The area between Carbondale and Cairo (That’s “kay-row” if you’re a native) abounds with scenic wood hills—mostly oak and hickory—and sandstone cliffs. Laetitia and her group began their day at Giant City State Park, named for its sandstone bluffs, with narrow paths in between resembling city streets. They had lunch at the Lodge, famous for its fried chicken. They made an additional stop at Ferne Clyffe State Park, a lovely natural area of woods and sandstone near Goreville, before driving to Marion, where they were spending the night.
There is a small subculture throughout much of the English-speaking world that is focused on the preparation and consumption of roadkill, that is, animals found dead on roadsides after being hit by cars. There are cookbooks with roadkill recipes, and even a song calledRoadkill Stew. Although some suspect that the topic is more about humor and urban legend than practice, certain states—West Virginia, for example—have laws on the books making it legal to take home and eat roadkill. Laetitia’s group ended the day at a motel in Marion, Illinois. Laetitia heard a story at happy hour about a Marion fellow named Mel who was jilted by his girlfriend because he liked roadkill food. It became the limerick of the day, even though Laetitia wasn’t convinced of the gossip’s veracity.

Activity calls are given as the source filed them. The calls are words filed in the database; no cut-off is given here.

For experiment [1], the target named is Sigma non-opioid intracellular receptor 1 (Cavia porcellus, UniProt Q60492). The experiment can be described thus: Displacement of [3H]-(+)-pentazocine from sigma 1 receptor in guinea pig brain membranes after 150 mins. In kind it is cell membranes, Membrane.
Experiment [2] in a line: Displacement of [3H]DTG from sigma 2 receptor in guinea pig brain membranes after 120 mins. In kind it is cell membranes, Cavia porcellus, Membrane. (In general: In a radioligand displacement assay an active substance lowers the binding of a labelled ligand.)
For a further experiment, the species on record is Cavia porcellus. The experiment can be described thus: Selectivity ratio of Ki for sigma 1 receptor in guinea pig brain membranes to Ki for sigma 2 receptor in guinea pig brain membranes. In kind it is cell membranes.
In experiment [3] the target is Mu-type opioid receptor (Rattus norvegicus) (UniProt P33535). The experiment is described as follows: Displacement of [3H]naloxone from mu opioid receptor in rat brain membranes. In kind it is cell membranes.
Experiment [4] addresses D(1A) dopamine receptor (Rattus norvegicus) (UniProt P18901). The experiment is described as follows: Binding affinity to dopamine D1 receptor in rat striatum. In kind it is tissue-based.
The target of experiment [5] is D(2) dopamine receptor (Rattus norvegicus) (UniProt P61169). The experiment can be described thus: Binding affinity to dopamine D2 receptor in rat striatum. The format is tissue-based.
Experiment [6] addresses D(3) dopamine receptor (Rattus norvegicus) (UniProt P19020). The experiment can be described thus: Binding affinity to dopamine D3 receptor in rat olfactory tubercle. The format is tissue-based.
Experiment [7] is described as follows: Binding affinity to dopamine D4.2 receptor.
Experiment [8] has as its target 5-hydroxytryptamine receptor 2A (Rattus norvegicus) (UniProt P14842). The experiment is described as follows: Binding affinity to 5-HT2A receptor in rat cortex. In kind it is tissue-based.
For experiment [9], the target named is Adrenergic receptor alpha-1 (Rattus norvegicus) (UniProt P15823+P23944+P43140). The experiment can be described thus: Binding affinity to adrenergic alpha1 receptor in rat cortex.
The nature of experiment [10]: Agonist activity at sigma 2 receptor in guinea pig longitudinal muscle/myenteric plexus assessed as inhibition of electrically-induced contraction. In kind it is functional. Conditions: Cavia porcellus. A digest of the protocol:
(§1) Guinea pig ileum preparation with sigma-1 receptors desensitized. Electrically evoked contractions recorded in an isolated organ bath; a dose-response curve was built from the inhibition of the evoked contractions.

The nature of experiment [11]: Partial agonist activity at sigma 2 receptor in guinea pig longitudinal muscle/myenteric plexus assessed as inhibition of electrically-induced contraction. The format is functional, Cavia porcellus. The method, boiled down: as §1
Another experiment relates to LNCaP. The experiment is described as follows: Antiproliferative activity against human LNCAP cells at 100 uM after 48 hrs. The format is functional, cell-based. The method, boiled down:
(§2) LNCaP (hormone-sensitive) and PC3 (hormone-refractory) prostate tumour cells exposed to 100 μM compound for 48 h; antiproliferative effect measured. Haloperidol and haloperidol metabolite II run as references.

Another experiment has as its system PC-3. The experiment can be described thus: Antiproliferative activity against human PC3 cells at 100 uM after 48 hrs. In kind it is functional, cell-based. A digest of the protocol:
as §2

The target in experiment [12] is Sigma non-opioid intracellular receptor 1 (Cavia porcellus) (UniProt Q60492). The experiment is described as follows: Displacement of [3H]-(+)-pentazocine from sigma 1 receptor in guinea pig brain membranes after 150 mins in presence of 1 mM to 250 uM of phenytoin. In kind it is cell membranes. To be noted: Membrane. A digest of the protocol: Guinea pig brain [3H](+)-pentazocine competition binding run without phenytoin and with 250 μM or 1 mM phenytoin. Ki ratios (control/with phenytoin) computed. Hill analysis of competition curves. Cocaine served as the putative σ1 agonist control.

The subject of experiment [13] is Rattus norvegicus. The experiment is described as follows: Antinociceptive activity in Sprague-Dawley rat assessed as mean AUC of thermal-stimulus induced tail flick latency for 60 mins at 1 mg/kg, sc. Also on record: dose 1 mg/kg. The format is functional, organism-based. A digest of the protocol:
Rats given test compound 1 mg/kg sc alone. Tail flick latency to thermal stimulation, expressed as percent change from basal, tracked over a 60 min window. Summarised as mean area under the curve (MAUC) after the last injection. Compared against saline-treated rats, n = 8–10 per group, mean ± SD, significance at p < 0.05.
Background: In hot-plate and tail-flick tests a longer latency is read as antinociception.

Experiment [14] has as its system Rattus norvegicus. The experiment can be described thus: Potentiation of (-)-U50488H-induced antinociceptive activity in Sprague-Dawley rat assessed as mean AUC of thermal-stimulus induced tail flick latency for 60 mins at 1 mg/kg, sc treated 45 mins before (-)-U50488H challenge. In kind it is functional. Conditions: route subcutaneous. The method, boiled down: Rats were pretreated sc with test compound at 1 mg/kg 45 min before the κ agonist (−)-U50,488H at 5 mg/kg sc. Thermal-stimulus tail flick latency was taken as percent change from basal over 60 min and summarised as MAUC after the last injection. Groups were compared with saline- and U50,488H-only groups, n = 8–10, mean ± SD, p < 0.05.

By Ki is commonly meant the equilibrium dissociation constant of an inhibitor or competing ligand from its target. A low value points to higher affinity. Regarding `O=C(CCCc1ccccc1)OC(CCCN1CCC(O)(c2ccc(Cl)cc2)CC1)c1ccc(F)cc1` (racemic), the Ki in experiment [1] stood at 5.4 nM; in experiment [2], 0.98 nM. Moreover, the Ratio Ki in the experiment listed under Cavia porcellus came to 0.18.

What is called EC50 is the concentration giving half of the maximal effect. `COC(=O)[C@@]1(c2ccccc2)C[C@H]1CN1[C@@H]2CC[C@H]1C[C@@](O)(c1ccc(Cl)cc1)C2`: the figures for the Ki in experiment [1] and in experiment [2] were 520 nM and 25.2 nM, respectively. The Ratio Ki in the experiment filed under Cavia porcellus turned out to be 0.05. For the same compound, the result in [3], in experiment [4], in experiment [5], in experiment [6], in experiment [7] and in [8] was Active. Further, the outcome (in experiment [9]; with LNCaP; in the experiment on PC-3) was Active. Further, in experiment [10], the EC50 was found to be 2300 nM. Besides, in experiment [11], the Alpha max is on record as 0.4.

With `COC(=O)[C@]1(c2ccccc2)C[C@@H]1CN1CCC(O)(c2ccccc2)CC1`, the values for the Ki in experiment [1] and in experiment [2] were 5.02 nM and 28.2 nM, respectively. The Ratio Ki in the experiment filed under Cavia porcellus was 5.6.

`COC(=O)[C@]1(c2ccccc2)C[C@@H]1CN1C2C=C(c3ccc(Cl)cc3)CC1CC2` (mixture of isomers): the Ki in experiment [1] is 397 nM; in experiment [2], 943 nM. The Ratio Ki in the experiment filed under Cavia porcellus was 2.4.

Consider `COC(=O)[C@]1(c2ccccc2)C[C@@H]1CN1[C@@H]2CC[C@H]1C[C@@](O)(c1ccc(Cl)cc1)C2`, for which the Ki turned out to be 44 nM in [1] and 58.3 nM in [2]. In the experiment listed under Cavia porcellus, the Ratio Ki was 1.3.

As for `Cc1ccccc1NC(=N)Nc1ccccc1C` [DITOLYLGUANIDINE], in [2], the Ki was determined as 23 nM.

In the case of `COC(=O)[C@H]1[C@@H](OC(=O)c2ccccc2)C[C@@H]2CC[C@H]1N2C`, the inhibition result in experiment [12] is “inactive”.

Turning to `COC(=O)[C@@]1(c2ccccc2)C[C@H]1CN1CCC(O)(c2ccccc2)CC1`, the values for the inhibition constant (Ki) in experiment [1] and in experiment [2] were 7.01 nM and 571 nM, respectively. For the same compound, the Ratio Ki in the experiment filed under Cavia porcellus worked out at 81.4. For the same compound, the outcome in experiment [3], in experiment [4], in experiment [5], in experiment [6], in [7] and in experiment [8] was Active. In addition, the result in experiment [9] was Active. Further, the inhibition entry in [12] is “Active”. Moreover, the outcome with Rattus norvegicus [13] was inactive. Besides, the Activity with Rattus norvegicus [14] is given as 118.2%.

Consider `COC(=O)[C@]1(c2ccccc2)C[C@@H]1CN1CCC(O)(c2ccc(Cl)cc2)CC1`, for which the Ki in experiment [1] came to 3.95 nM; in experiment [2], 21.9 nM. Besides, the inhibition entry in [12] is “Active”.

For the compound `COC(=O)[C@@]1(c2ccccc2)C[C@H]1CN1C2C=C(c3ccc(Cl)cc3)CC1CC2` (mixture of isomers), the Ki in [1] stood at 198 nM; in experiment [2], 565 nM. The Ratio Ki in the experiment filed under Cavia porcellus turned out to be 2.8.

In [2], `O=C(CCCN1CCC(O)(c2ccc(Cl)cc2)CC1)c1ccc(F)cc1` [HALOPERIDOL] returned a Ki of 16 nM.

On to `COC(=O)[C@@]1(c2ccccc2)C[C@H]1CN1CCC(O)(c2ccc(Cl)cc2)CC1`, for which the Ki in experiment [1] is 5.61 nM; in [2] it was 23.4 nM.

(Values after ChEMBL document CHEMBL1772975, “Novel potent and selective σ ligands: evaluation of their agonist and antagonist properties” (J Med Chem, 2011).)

Young Mel loved a lady in Marion
Who worked as a public librarian
But his love went to waste
She abhorred his keen taste
For dumplings with fresh roadkill carrion.